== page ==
Wicker weaving is an ancient craft, with woven items discovered in the ancient Egyptian tombs of Pharaohs. Early forms of the craft were baskets and later the ancient Romans were inspired by the Egyptian woven furniture and took it on as their own. As trade routes opened to Asia, the history of rattan in the West fast-tracked as it was discovered to be a wonderfully strong material to work with.
While wicker refers to the craft of weaving, rattan is the weaving material. While not always, this material is rattan because it’s strong, flexible and durable. Rattan is the core of the reed, while the outer is actually cane, another popular material.
Rattan is a beautiful product which is grown in the tropical regions of Africa and Asia, with the majority coming from the forests of Indonesia. It’s an important part of many communities, providing them with a livelihood. It grows faster than timber and is easily harvested and transported, making it an attractive material.
Despite some common characteristics, there is a great degree of variety in terms of form and growth, resulting in roughly 600 different species of rattan. Although the majority of species currently identiﬁed are of Asian origin, 20 of them are endemic in Africa. The diameter of the stems varies between 3 mm to more than 20 cm, and the length ranges from a few metres to more than 200 m.
In general, rattan can be divided into two main groups, based on how it is used and the diameter of the cane. Rattan can be grown and harvested in a sustainable manner due to its rapid growth and its ability to adapt to a very wide variety of ecological conditions. In addition, its use in furniture production provides an alternative to timber logging and thereby contributes to the protection of forest resources Moving to more contemporary times, rattan has graced our homes in waves of popularity, notably in Victorian times, the 60’s and 70’s and again now. From furniture through to accessories and lighting, rattan and wicker crafts are appreciated for its exotic aesthetic, strength and warmth.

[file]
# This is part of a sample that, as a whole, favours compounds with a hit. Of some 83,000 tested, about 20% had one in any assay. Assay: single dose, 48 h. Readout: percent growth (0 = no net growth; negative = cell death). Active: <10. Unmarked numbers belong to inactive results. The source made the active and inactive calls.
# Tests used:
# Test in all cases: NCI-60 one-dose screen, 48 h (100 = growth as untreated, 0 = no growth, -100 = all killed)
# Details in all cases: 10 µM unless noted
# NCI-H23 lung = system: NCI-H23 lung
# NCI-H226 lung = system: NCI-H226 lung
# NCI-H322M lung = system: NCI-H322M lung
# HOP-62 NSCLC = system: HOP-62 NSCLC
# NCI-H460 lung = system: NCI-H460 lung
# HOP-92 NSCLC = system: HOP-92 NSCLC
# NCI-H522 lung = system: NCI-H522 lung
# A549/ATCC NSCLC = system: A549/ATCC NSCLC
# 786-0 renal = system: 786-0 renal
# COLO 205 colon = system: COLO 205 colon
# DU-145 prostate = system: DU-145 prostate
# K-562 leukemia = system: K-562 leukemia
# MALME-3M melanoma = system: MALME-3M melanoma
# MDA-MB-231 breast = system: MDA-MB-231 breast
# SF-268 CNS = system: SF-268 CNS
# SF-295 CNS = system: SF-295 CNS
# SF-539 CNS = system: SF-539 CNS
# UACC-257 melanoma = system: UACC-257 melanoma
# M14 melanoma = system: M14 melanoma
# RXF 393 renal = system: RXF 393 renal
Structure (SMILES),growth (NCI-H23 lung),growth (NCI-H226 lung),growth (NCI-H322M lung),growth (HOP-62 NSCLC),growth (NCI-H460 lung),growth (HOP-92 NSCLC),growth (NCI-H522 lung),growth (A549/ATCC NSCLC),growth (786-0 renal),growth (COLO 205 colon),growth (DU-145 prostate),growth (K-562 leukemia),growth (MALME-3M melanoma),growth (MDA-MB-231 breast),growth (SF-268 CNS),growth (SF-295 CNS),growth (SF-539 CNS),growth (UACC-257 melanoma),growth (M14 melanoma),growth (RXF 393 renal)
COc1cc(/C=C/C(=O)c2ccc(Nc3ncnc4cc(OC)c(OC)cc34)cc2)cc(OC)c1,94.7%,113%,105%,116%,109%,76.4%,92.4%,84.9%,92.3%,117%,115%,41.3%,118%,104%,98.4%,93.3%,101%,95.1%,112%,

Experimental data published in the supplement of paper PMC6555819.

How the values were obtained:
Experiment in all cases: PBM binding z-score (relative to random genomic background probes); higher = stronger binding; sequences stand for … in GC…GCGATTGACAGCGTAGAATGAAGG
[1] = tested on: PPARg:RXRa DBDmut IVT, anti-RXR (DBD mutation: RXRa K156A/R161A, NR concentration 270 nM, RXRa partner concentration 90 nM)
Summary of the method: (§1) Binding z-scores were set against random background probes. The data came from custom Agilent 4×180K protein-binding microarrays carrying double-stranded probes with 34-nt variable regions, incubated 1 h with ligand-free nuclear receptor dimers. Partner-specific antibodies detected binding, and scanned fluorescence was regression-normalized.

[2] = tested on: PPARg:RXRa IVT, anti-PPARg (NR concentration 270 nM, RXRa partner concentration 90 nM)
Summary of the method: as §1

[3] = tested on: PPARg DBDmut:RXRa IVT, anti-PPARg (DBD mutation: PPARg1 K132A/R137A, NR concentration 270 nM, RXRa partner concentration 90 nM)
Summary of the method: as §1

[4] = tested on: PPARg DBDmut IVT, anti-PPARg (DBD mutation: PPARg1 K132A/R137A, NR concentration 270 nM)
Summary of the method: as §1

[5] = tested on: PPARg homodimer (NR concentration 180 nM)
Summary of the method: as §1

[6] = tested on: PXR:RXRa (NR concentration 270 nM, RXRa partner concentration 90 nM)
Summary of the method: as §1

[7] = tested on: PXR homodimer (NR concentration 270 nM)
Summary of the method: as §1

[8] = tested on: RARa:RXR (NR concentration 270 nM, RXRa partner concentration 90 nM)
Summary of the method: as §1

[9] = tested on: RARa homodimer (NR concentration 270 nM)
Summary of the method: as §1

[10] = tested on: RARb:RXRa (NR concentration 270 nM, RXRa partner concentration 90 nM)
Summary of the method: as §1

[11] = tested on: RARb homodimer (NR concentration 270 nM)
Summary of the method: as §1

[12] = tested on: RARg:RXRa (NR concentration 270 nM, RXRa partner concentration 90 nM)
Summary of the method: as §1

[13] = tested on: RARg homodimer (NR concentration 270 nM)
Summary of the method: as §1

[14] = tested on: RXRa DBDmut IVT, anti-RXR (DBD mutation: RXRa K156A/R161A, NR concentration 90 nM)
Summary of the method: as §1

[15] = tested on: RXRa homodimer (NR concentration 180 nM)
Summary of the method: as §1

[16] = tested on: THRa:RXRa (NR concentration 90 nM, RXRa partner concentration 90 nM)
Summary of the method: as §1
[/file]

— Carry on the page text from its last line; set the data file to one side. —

Rattan vines are harvested and the different diamater vines are used for different components of the furniture piece.
The Rattan skin can be stripped from the core and used for finer weaving or furniture, baskets and other homewares products.
The rattan vines are heated using a steam oven. The vines then become soft and can be shaped to create specific parts of the furniture.
Rattan vines being shaped for use in dining chairs.
The shaped pieces are them assembled by hand to ultimately create a unique piece of furniture.
Satara supplies a large range of hi-quality rattan furniture and homewares . Here's a photo of Andrew the owner inspecting furniture in one of our factories.